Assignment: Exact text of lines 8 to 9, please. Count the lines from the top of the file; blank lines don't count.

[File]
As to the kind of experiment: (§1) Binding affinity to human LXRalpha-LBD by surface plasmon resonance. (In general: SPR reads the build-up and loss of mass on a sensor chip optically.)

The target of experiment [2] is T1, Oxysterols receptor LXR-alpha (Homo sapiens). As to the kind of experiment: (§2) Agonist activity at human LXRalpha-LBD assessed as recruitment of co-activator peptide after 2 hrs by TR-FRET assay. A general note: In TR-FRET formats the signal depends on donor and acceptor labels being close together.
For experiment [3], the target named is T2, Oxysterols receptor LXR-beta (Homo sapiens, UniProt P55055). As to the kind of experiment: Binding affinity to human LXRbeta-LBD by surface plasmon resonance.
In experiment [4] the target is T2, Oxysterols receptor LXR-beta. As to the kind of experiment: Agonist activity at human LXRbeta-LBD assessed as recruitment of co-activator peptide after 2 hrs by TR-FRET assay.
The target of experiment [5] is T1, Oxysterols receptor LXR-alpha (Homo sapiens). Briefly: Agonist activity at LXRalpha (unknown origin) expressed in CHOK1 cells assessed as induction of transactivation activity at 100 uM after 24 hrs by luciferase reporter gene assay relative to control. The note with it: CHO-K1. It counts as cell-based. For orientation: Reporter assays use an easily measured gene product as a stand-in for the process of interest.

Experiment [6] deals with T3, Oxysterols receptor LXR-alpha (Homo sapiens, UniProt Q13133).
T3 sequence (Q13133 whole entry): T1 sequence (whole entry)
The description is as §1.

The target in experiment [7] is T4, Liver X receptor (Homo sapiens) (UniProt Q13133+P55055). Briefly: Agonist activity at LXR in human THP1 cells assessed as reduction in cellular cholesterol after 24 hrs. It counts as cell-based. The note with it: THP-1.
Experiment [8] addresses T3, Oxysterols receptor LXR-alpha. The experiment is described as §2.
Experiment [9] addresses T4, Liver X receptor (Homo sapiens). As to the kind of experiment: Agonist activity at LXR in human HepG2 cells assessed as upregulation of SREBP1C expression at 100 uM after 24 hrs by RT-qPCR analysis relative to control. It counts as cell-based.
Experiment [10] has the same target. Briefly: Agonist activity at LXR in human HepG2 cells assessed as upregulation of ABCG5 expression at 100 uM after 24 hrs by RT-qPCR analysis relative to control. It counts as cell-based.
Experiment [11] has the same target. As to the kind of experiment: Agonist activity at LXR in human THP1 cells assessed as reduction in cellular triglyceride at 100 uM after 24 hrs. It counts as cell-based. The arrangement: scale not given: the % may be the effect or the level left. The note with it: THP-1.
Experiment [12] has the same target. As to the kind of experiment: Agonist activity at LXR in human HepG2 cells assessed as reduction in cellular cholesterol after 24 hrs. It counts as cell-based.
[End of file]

The description is as §1.

The target in experiment [7] is T4, Liver X receptor (Homo sapiens) (UniProt Q13133+P55055). Briefly: Agonist activity at LXR in human THP1 cells assessed as reduction in cellular cholesterol after 24 hrs. It counts as cell-based. The note with it: THP-1.